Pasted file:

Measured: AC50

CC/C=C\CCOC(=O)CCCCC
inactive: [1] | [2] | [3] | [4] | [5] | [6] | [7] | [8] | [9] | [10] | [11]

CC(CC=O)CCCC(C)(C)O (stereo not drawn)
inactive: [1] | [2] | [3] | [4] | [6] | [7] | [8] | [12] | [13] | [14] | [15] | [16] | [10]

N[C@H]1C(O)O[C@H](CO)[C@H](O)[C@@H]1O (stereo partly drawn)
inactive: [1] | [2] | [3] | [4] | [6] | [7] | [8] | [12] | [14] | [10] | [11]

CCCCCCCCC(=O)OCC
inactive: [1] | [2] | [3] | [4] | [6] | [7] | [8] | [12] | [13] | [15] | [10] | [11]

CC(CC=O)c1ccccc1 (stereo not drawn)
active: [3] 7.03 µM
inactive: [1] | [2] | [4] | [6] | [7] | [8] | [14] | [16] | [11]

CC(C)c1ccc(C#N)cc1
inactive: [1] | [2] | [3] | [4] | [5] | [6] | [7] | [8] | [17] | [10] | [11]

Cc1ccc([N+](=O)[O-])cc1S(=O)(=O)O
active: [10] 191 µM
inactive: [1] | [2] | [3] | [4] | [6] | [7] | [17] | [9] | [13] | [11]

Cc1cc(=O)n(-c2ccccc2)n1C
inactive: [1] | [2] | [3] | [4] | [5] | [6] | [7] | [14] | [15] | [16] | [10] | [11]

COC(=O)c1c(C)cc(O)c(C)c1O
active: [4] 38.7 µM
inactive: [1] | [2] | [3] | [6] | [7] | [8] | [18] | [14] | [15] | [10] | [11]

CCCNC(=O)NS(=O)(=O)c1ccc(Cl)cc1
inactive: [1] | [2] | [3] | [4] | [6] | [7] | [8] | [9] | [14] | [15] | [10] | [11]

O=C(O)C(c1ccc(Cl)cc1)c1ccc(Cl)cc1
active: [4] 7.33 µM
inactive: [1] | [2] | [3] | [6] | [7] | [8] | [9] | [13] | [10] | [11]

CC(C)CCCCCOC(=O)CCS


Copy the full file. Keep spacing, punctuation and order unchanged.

Measured: AC50

CC/C=C\CCOC(=O)CCCCC
inactive: [1] | [2] | [3] | [4] | [5] | [6] | [7] | [8] | [9] | [10] | [11]

CC(CC=O)CCCC(C)(C)O (stereo not drawn)
inactive: [1] | [2] | [3] | [4] | [6] | [7] | [8] | [12] | [13] | [14] | [15] | [16] | [10]

N[C@H]1C(O)O[C@H](CO)[C@H](O)[C@@H]1O (stereo partly drawn)
inactive: [1] | [2] | [3] | [4] | [6] | [7] | [8] | [12] | [14] | [10] | [11]

CCCCCCCCC(=O)OCC
inactive: [1] | [2] | [3] | [4] | [6] | [7] | [8] | [12] | [13] | [15] | [10] | [11]

CC(CC=O)c1ccccc1 (stereo not drawn)
active: [3] 7.03 µM
inactive: [1] | [2] | [4] | [6] | [7] | [8] | [14] | [16] | [11]

CC(C)c1ccc(C#N)cc1
inactive: [1] | [2] | [3] | [4] | [5] | [6] | [7] | [8] | [17] | [10] | [11]

Cc1ccc([N+](=O)[O-])cc1S(=O)(=O)O
active: [10] 191 µM
inactive: [1] | [2] | [3] | [4] | [6] | [7] | [17] | [9] | [13] | [11]

Cc1cc(=O)n(-c2ccccc2)n1C
inactive: [1] | [2] | [3] | [4] | [5] | [6] | [7] | [14] | [15] | [16] | [10] | [11]

COC(=O)c1c(C)cc(O)c(C)c1O
active: [4] 38.7 µM
inactive: [1] | [2] | [3] | [6] | [7] | [8] | [18] | [14] | [15] | [10] | [11]

CCCNC(=O)NS(=O)(=O)c1ccc(Cl)cc1
inactive: [1] | [2] | [3] | [4] | [6] | [7] | [8] | [9] | [14] | [15] | [10] | [11]

O=C(O)C(c1ccc(Cl)cc1)c1ccc(Cl)cc1
active: [4] 7.33 µM
inactive: [1] | [2] | [3] | [6] | [7] | [8] | [9] | [13] | [10] | [11]

CC(C)CCCCCOC(=O)CCS